Medicare — the federal health insurance program that covers patients 65 or older or some with disabilities — is now proposing to reimburse physicians for having end-of-life conversations, according to the New York Times.
From the story,
“This new policy, announced Wednesday, comes at a time when patients, families and health providers are placing greater emphasis on allowing people to choose the way they die – whether that means trying every possible medical option to stay alive or discontinuing life support for those who do not want to be sustained by ventilators and feeding tubes.”
These difficult conversations between physician and family members — today not covered by Medicare — played a significant role in an inewsource investigation published in September that explored a hidden world where thousands of Californians are kept alive by artificial means. In these subacute centers — or as some doctors call them, “vent farms” — patients are kept alive on machines, sometimes for decades.
The project, told in print, audio and video, chronicled the lives of three families struggling with an impossible choice: keeping a loved one alive who has no hope of recovery or letting them go and living with the guilt associated with that decision.
Much of the emotional pain and financial hardship associated with this kind of decision can be avoided with something called an advanced directive — a legal document a person can fill out when they’re healthy that lays out their end-of-life wishes to family, friends, and health-care professionals.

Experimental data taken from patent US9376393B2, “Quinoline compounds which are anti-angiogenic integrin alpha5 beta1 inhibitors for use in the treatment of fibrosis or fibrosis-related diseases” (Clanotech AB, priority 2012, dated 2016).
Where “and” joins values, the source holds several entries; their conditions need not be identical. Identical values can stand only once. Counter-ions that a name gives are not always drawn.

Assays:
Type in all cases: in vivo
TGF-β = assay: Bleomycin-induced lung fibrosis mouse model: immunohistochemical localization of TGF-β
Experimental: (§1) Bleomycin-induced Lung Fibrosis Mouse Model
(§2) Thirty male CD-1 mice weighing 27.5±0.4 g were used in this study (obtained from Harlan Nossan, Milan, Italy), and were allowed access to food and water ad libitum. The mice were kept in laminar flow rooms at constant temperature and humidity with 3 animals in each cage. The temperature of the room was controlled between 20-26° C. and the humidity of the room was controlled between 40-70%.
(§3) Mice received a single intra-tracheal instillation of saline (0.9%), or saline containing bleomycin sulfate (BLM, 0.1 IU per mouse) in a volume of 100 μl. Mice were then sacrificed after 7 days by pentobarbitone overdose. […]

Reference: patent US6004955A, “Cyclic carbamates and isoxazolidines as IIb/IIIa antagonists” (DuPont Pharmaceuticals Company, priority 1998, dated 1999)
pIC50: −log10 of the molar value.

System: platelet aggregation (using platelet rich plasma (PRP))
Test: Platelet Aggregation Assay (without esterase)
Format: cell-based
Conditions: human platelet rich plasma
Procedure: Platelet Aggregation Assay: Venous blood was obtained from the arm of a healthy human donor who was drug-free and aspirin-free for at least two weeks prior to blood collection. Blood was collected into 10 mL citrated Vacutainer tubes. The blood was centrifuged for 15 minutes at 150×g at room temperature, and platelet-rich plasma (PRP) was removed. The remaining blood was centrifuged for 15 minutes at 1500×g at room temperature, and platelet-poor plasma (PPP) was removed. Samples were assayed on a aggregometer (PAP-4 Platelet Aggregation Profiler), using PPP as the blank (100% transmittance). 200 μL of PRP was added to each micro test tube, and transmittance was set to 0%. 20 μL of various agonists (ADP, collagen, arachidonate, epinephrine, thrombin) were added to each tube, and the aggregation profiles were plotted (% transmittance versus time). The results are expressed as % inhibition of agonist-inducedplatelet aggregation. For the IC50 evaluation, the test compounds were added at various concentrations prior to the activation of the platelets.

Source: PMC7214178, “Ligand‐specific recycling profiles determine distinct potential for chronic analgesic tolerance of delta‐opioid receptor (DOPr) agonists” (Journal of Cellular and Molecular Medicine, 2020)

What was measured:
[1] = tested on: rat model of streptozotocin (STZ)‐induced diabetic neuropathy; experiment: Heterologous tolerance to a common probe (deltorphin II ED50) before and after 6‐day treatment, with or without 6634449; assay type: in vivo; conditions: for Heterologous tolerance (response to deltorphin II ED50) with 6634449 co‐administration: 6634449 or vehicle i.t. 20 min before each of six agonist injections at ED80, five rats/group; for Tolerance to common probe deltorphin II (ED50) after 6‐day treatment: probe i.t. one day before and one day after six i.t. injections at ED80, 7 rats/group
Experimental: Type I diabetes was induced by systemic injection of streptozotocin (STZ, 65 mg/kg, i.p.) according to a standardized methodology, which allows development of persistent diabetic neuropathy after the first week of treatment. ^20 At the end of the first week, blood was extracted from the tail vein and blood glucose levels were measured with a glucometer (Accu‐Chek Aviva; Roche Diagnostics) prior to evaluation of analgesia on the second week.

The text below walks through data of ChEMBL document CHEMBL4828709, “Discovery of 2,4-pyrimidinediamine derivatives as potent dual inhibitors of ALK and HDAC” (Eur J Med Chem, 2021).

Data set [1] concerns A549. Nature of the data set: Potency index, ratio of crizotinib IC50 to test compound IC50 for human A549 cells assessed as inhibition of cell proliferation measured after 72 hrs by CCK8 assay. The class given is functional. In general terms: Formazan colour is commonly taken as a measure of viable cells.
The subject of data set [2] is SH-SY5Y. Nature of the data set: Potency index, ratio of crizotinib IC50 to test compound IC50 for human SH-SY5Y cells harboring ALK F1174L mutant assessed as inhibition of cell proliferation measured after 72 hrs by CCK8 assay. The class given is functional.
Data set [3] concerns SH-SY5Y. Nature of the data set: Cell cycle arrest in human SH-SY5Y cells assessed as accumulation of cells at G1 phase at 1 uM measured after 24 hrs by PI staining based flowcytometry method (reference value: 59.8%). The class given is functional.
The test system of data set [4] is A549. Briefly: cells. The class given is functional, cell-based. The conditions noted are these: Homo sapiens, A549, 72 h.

But many people don’t know about these options because today, doctors aren’t reimbursed for the time they spend having these conversations with family members — conversations Sarah Palin infamously associated with the phrase “death panels” in 2009, effectively shutting down any proposals for reimbursement. Palin has stood by her comments, although fact-checking organizations and news sites have labeled her claim completely inaccurate. Politifact called Palin’s statement the “Lie of the year” in 2009.
According to the story in the Times, “Medicare often sets the standard for private insurers” and “the new policy will likely prompt many more doctors to engage patients in such discussions about their preferences.”
To see the entire inewsource’s project — called An Impossible Choice — including a mini-documentary, click here.
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